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Birthday calendars

Next week you’ll get a papal overdose through two columns but I’m mentioning him, and the Nazarene, today, albeit obliquely.

For a country so obsessed with birthdays—public and private workers can even take a paid birthday leave—it’s surprising that we have never adopted birthday calendars, which I first discovered in the Netherlands when I was studying there many years ago.

Paradoxically, like the Dutch, I don’t believe in big birthday bashes; in fact, I’ve written several times about the way we Filipinos spend on tight budgets, sometimes even borrowing money, for birthday parties, often just to show off.

The birthday calendar just might bring some sense to birthdays, which should be a way for us to reflect on the passages in our own lives, and the lives of our significant others.

Let me describe the Dutch verjaardag calendar, a version of which is the day calendar that you will occasionally find in other western countries.

These calendars have the year’s months listed, usually one month per page, each page with a photograph or illustration. The pages have numbers according to the days of the month (including 29 for February), but you will not find the days of the week (Monday, Tuesday, etc.). So what you have is a kind of perpetual calendar that can be used for many years.

Instead of the week or the day, there is a line on which you can write the names of people whose birthday falls on that date. The Dutch often include the year of birth.

What’s most quaint about this Dutch practice is the place where you hang the calendar. Think now of a place that will not escape your attention, so that each day you will know who to call or visit or send a gift to.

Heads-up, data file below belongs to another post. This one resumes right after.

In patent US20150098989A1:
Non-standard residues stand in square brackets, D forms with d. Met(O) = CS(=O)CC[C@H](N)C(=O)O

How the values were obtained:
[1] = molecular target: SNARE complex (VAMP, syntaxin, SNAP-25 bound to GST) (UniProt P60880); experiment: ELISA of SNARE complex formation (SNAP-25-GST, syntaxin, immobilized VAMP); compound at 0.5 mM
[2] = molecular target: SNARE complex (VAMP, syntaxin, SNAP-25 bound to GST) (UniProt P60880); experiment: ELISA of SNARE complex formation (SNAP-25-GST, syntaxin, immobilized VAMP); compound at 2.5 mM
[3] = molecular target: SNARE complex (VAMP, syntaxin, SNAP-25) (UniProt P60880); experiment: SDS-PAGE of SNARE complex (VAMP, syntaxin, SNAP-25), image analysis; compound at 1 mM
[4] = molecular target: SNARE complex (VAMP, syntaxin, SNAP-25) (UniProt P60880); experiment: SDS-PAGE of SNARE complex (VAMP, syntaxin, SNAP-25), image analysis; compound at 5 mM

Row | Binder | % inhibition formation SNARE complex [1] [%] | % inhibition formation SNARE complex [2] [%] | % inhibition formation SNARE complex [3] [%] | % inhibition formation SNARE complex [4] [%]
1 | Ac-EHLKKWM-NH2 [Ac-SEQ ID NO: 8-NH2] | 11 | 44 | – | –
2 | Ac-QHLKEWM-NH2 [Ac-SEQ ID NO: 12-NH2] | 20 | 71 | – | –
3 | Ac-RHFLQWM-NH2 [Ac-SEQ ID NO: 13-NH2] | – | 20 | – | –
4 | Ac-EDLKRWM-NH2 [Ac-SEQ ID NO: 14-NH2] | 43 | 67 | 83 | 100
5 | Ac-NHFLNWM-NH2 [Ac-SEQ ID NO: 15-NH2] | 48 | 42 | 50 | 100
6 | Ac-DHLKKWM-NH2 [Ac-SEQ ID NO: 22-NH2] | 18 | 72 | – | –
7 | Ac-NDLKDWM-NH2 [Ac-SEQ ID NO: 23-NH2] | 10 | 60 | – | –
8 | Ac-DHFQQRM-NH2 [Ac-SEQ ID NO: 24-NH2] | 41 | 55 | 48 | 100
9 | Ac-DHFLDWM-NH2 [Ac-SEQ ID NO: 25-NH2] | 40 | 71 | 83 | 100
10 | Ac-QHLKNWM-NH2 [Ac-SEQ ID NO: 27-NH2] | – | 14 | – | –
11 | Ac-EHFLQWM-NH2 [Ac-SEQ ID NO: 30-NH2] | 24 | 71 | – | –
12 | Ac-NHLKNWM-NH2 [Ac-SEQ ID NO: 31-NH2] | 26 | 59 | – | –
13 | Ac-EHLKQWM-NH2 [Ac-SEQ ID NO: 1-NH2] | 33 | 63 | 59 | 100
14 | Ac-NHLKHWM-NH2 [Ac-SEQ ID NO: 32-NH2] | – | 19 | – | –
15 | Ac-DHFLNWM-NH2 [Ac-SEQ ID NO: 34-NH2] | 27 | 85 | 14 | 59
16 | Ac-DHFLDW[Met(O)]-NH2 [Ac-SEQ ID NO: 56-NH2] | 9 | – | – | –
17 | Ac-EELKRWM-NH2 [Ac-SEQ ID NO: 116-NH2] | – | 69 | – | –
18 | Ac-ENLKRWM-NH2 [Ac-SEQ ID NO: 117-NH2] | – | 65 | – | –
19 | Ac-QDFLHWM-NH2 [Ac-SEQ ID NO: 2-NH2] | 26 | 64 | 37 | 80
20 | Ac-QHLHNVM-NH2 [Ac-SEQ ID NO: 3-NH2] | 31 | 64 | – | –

I should send you a prize, a birthday calendar, if you said the toilet! Some of the Dutch are even more specific about the calendar having to be in what is called a half-toilet, the tiny one with just a latrine and without a bath, usually found on the first floor in the hallway.

As an anthropologist, I’ve been intrigued by the choice of this toilet because this is the one that guests use. So I suspect the birthday calendar is also meant for public consumption, a way of saying, “I care for many relatives and friends.”

There is a specific etiquette involved, a cardinal rule being that you never, never write your own name on other people’s birthday calendars. A website, stuffdutchpeoplelike.com, has all kinds of funny stories around this rule, including someone who did write his name when he was a child and was so traumatized by adults scolding him that he has never kept his own birthday calendar as an adult! Another one, a non-Dutch person, wrote his name thinking it was a requirement for everyone who used the toilet.

The birthday calendar is sacred, something you fill out by hand, to remember close friends and relatives. This means that if you’re not sure about someone becoming a friend for life, then you should write the name in pencil. The website I mentioned has a funny account from a woman whose mother-in-law entered her name, in pencil. It proved to be prophetic because the one who did so is now an ex-mother in-law.

Oldest, youngest

I was taking extra time looking at my birthday calendar on New Year’s Day, and it brought back many memories. The oldest person listed was “Maquel (1917),” the grandmother of my ex-partner, making her a kind of ex-grandmother-in-law. The first time I met her was in 2001, and we clicked right away.